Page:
Nearly 30 parents crossed the southern border into the U.S. Saturday asking to be reunited with the children they were separated from after being deported over the course of the last year.
The 29 parents came from countries across Central America and crossed into the U.S. Saturday evening demanding asylum hearings in hopes of reuniting with their children, according to The Washington Post.
The parents were aided in their journey to the U.S.-Mexico border by a team of immigration lawyers who are attempting to fight back against the Trump administration's family separation policy that impacted thousands last year.
More than 2,600 children were separated from their parents under Trump’s “zero tolerance” policy. The policy allowed for the criminal prosecution of all adult migrants who were detained after trying to cross the country’s southern border.
The Post reports the families were escorted into the U.S. by immigration agents who will assess each of their asylum claims.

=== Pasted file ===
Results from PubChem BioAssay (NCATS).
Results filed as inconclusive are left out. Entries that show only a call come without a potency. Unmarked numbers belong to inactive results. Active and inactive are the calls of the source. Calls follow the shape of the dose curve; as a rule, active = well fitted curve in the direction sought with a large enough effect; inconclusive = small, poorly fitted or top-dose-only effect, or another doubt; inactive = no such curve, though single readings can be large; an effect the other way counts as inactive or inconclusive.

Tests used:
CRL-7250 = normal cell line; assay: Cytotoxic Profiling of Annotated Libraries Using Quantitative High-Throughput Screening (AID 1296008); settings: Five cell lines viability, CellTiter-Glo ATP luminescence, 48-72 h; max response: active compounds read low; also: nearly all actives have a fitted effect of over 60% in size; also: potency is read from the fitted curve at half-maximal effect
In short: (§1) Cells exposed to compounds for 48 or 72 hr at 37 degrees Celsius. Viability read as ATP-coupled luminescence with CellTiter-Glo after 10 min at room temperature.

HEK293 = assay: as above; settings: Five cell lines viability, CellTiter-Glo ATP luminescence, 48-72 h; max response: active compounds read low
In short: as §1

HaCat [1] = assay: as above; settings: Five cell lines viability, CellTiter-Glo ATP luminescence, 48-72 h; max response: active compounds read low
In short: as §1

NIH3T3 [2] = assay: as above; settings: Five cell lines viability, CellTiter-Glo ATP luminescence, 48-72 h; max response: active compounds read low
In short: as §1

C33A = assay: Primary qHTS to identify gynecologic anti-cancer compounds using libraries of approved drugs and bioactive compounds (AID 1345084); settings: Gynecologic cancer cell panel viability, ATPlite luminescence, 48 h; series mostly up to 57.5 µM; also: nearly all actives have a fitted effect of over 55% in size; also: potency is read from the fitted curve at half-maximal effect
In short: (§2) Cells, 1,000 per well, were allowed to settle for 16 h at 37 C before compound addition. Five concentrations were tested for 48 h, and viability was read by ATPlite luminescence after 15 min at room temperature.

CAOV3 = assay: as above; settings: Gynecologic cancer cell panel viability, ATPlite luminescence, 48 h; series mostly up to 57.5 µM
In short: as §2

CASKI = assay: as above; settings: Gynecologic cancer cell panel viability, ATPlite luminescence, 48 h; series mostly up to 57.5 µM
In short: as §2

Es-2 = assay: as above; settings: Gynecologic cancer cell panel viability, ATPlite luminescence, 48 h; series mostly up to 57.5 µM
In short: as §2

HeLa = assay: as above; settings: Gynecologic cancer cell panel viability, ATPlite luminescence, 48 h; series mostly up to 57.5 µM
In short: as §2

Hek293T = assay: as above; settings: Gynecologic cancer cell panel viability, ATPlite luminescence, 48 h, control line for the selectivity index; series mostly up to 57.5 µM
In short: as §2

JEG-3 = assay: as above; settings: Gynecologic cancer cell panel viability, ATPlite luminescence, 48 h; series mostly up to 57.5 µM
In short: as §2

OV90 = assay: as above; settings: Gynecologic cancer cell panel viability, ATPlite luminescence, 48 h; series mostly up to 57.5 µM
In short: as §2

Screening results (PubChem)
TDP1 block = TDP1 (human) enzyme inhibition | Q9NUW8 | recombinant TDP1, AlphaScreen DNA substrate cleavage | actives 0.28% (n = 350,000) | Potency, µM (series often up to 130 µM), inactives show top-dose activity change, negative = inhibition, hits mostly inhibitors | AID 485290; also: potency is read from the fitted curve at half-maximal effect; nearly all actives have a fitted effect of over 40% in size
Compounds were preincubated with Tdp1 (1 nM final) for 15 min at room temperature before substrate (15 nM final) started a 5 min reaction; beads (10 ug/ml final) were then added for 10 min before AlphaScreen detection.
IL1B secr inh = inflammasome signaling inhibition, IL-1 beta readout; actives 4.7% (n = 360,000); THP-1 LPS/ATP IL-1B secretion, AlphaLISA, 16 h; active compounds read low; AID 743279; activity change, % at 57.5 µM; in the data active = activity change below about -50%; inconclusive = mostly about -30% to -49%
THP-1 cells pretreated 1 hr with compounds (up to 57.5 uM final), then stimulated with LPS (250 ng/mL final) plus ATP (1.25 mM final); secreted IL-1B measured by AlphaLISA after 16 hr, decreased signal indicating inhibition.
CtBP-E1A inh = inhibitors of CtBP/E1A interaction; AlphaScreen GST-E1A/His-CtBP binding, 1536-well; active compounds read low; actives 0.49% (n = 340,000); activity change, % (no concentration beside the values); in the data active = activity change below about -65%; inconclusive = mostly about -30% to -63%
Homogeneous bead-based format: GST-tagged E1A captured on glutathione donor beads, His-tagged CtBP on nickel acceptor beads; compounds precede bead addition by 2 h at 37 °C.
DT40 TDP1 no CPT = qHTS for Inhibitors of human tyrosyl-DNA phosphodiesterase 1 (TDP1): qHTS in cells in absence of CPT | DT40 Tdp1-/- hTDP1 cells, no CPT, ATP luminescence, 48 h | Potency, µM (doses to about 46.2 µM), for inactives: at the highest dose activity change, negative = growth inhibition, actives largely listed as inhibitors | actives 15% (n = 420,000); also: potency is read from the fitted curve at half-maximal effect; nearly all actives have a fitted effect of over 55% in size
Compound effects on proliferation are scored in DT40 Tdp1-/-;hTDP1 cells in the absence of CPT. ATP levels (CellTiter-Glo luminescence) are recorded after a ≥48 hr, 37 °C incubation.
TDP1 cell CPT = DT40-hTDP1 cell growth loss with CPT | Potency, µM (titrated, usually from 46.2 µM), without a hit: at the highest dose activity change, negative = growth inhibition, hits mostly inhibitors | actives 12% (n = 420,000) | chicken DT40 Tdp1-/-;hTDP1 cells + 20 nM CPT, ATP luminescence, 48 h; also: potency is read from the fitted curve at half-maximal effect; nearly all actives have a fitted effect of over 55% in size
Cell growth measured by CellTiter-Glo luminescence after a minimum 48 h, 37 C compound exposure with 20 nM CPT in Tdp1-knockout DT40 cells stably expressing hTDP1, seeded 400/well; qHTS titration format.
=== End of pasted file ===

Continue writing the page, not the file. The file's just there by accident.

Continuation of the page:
NBC News reports the parents entered the country at a point of entry near Mexicali, Mexico.
The families collectively currently have 27 kids in U.S. custody, the youngest of which is 5 years old.
The Hill has reached out to the Department of Homeland Security (DHS) for comment on the matter.
Parents told NBC News they waited for hours before immigration officials agreed to process the asylum claims.
Some of the families have reportedly been separated for nearly a year, with some children still detained in DHS facilities and others placed in foster homes in the U.S.